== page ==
It’s been a while since Rachel or I have posted on this blog. This is mainly my fault since I was the next to post about our wild southern roadtrip. However, I recently accepted an internship in NYC and have been spending alot of time working and exploring. So now I finally have selected some of my favorite sights, sounds, and tastes (of course), from June to share.
When you are in New York, there is always a view to admire. I get to see the Flatiron Building, and I’m surprised how many people ask me what that is. Between Fifth and Broadway sits this wedge shaped structure looking over Madison Square Garden with beautiful Greek column-like details along its many windows. I remember seeing it as a little kid with my family on one of our first trips to the city. My Dad told me it was named after its resemblance to a clothes iron. I just thought it looked like a slice of pie. It was one of the tallest buildings in New York during the time it was built, and first considered an eye sore by many critiques. However, now tourists flock to this building to take it’s picture, getting in every commuters’ way when trying not to be late to work.
After the first day of work, and admittedly gawking at the view in the middle of the street. I met up with some friends to check out Taste of Times Square. As it name suggests, restaurants from all over the city line up the streets in Midtown, giving everyone a sample of their cuisine at each stand. There was everything from Bareburger (as previously mentioned) to Ruth’s Chris Steak House to Juniors Times Square. It was very crowded, but the lines kept moving, and it was easy to find some drinks for one ticket or two to keep you cool. The music alongside the event was also very enjoyable. Some of my favorites had to be an instrumental swing band, and a saxophone player covering modern-day hits with a breakdancer moving to the music. It was an entertaing, and delicious way to have dinner in the city.
The next week I was told about another food event at Herald Square. Broadway Bites highlights mouth-watering, up-and-coming vendors the city has to offer. I couldn’t make up my mind once I got there, but then I saw the bibimbap on display at Seoul Lee Korean Barbeque. I could smell the korean cuisine a mile a way and needed the Daeji Bulgogi Spicy Pork bibimbap, which is essentially a rice bowl full of various vegetables and your meat of choice with an optional egg, which I definitely added. It was spicy and tangy with the kimchi and creamy with the yolk running all throughout the mixed food and rice. I highly recommend you check out their stand and like their facebook page. They are hoping to open a restaurant soon, and if you liked their food as much as I did, show your support!
A week later I met up with everyone before a friend’s show to try out Miss Mamie’s Spoonbread Too right by Columbia University. We all ordered their rum punch on special that day, and my mouth watered reading options like Louisiana catfish, North Carolina BBQ, and Southern Fried Chicken, reminding me of all the delicious food Rachel and I had on our road trip (I will be sure to write up a wonderful, nostalgic post on that in the near future). I ordered one of my all time favorite dishes, Oxtail. Then I could choose my two sides, candied yams and collard greens. The oxtail was delicious and the sides brought me back to the roadtrip. It was a great place to start the night.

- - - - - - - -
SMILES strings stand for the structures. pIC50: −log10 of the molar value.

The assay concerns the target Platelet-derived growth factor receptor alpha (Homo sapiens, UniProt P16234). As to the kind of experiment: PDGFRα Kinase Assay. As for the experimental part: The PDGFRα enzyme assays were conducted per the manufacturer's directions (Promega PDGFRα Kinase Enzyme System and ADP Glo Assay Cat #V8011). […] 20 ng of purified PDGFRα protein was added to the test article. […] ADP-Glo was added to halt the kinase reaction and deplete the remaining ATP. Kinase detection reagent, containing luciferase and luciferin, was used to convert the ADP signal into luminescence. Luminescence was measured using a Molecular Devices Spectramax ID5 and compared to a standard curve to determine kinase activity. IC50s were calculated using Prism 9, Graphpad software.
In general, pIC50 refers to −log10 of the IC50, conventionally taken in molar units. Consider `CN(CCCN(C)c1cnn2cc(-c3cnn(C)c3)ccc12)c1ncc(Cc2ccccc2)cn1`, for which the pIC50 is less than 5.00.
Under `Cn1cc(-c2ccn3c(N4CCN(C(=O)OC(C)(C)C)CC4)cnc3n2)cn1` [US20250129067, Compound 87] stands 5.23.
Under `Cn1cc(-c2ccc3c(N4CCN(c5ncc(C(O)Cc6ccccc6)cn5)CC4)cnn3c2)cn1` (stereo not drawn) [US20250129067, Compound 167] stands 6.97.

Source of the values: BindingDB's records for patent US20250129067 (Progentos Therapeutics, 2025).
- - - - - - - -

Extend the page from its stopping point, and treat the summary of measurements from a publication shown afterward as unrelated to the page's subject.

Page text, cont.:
We then ventured up a couple blocks to Silvana, a cafe by day with a downstairs music venue/bar for the night. We first saw the cafe front, questioning if this was the right place until we spotted a narrow set of stairs with a blue glow and musicians tuning up and ringing out onto the streets. Walking in, I was reminded of the shows I’d perform in people’s basements, but with a nice bar along the side below cheese grater lampshades. We got ourselves some drinks and a falafel plate, while listening to our friend’s band jamming out. The band, 6th degree, is a mix of reggae, afrobeat, and hiphop that takes a mind of its own when each musician solos, but effortlessly comes right back into the band’s eclectic vibe. The drinks were well-balanced and the falafel, proudly marked gluten-free on their menu, was some of the best I ever had. I could have ordered a dozen more if I had any room left!
I learn of more and more gluten-free places in the city that taste great and are innovative. One of my new favorites is Pie by the Pound just south of Union Square. Not only do they have creative slices like their rosemary potato pie and nutella dessert pie, but they can make any pie gluten-free, have a great selection of gluten-free beers, and even a gluten-free membership that gives you discounts on every order and updates on gluten-free events. I had to try their brunch pie (eggs and bacon, what more could a girl ask for?) and Green’s Gluten Free Tripel Blonde Ale. I was a very happy customer and two days later ordered the same pie at work. That’s right, they deliver! A great find for any gluten-free pizza lover.
Next was another friend’s band we went to see at the KGBBar, a “literary watering hole,” as described by google maps, down in the East Village. went up two flights of stairs to The Red Room inspired by the prohibition era, creating a space for music and drinks in a speak easy type environment. We went to see Upstate Rubdown, a large group with jazz, bluegrass, gospel, and folk elements effortlessly woven into every one of their songs. They make you want to dance and sing along whether you know their songs or their covers like Michael Jackson’s “Billy Jean” and Marvin Gaye’s “Let’s Get it On.”
Some great summer nights and deliciousness I recommend to everyone, and I’m sure I will have more to inform you of as we begin the next month.